From “Impossible Dream” to “Why Not”?

I’ve never been much of a group person. I do things alone and sometimes with one other person. The most group-ish thing I do is dance class. I used to go out to lunch with a group, but those people don’t lunch together anymore. I used to walk with a group a couple of times a week, and I even hiked with different groups on the weekend, but the walking group is pretty much disbanded, and I found hiking in a group to be frustrating and dangerous. Groups HIKE. I s a u n t e r. They go fast and purposeful. I go slow and stop frequently to smell the air or take a photo or enjoy a particular vista. Then I have to hurry and catch up. Sometimes they take a break and wait for me, and then as soon as I catch up, they continue along the trail, leaving me with no break. Often, they bring their dogs, and sometimes the dogs harry me or try to push me over a cliff. (True.) One dog wore a bell that about drove me nuts. Why go out to the wilderness to listen to the quiet and be assaulted with the constant tinkle of that dang bell? Even worse, if I hesitated at a stream crossing, people would try to help and I would always get wet. Or they’d try to pull me up an incline even if I didn’t ask for help. Or yank my arm if I struggled to stand after sitting to rest instead of letting me find my own purchase.

Nope. Too dangerous.

I realize there are problems with hiking alone. But there are problems with living alone. Sometimes we simply have no choice. We do what we can.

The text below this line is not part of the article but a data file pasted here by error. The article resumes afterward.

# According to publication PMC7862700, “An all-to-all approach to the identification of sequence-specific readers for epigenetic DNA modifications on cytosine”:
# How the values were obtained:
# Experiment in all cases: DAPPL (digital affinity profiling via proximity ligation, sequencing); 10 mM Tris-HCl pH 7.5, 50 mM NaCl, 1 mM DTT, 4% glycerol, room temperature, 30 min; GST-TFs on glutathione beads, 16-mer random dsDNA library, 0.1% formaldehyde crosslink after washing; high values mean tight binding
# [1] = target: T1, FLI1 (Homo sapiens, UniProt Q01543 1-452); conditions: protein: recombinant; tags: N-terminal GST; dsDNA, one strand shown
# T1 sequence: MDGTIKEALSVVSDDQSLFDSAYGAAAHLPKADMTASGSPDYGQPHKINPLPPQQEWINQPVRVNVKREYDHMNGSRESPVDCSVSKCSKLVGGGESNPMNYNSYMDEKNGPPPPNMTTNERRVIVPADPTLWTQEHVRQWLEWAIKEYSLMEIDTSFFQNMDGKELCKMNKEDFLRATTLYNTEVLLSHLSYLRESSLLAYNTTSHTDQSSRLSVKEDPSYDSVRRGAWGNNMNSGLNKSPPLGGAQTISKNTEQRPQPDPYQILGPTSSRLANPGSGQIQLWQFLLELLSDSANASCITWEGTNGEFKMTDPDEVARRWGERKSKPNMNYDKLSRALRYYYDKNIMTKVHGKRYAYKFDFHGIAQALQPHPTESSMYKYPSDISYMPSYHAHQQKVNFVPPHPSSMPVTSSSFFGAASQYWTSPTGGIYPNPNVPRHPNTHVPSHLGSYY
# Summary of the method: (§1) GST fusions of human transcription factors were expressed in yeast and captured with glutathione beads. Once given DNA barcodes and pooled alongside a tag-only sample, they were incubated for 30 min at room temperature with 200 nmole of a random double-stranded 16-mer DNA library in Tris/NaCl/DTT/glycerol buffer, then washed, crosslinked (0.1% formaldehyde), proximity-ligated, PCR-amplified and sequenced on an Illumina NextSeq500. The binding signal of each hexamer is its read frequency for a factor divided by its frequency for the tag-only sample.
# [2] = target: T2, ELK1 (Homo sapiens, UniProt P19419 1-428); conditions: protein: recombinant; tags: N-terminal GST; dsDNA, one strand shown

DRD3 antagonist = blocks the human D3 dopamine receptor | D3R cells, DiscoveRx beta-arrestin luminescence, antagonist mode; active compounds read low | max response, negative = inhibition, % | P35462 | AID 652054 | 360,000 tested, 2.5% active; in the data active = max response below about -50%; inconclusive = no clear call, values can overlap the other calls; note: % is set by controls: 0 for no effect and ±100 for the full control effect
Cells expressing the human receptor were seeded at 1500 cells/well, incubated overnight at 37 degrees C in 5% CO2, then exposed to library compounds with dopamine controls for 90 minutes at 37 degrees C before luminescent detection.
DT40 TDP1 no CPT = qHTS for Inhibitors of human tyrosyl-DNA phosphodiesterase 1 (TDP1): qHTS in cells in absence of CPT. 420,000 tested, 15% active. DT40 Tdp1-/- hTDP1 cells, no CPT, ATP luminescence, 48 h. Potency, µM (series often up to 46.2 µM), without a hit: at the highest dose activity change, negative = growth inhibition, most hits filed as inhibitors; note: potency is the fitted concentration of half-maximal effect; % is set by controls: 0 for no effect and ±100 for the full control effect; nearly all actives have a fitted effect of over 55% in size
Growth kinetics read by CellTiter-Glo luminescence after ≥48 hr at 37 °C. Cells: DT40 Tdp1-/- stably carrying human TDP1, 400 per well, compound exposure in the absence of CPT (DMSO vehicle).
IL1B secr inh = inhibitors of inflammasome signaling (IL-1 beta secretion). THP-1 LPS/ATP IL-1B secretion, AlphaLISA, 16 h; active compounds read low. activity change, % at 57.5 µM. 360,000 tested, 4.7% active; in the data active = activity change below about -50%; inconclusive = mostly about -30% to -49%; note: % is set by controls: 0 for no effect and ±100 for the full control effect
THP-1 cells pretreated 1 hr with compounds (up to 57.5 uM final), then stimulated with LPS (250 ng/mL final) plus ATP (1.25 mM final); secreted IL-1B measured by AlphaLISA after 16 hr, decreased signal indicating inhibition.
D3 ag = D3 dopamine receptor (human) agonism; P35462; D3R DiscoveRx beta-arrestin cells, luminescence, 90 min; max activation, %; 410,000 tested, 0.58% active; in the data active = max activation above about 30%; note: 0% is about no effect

Before I took my cross-country road trip, people told me I shouldn’t do it — my car was too old, I was a woman alone, it’s too dangerous, etc. etc. etc.

Well, I did the trip. More than twelve thousand miles in five months. And yes, the car broke down — one time the battery went dead, another time a piece of fuel line that was supposed to have been replaced hadn’t been and all the gas leaked out, and a third time, the VW mechanic who changed my oil in Wisconsin put in the wrong grade — it was way too thin, and my car kept vapor locking when I drove through hotter climes.

The most traumatic thing happened when I was with someone — I fell down the stairs backward and scalped myself — but it wouldn’t have happened if I had been alone.

Now that I’m talking about a solo backpacking trip, people are again telling me I shouldn’t do something. They remind me about my destroyed arm. Well, yes, that fall did happen when I was alone, but it was in the middle of the city, and I wouldn’t have been in that dangerous parking lot if it weren’t for other people. (Left to my own devices, I do not go out at night.)

Oddly, the arm thing makes me more determined on a solo backpacking trek, maybe because I have proof of how quickly one’s life can change. If I had someone to go with, I might not go alone, but if it’s a matter of going alone or not going at all, I’m going. What else am I going to do? Hide in my room lest I suffer another injury?

Besides, the point is to be out there alone. To connect with the world, to see if I can handle the immensity — a sort of spiritual journey or vision quest.

My eventual goal is to do one of the iconic hikes, probably the Pacific Crest Trail since I know someone in each state along the way who might possibly be able to help. From what I hear, though, there are so many people on the trail now that it is almost impossible to hike alone. And there are trail angels along the way, willing to help PCT hikers.